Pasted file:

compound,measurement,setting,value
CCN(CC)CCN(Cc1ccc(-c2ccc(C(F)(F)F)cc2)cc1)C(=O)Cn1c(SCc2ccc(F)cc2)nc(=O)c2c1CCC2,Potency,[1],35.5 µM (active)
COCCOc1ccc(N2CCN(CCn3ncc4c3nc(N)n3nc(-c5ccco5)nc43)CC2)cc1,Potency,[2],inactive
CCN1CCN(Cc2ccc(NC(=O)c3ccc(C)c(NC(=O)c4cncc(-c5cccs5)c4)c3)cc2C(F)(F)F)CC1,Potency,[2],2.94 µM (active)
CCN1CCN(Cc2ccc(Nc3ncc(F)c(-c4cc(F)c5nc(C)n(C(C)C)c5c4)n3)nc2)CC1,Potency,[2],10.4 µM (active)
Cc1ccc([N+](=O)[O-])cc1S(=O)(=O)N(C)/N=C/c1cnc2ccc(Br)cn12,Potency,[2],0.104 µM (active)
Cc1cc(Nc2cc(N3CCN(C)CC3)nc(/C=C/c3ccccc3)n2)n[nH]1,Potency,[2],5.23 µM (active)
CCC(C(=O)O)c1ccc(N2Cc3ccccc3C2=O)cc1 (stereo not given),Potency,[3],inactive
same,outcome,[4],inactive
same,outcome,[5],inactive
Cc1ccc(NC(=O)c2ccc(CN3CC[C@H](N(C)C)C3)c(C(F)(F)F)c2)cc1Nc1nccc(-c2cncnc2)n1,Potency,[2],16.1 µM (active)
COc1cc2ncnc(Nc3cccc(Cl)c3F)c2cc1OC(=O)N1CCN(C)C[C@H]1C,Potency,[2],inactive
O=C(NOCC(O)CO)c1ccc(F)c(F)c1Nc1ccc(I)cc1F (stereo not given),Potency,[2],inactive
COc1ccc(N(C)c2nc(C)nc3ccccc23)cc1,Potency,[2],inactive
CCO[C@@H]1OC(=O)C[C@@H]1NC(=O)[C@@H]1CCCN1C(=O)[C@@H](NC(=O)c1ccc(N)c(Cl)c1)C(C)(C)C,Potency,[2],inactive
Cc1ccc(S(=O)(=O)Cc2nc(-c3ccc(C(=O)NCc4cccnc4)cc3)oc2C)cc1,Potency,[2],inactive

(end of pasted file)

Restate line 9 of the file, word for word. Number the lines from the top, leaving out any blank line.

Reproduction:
same,outcome,[4],inactive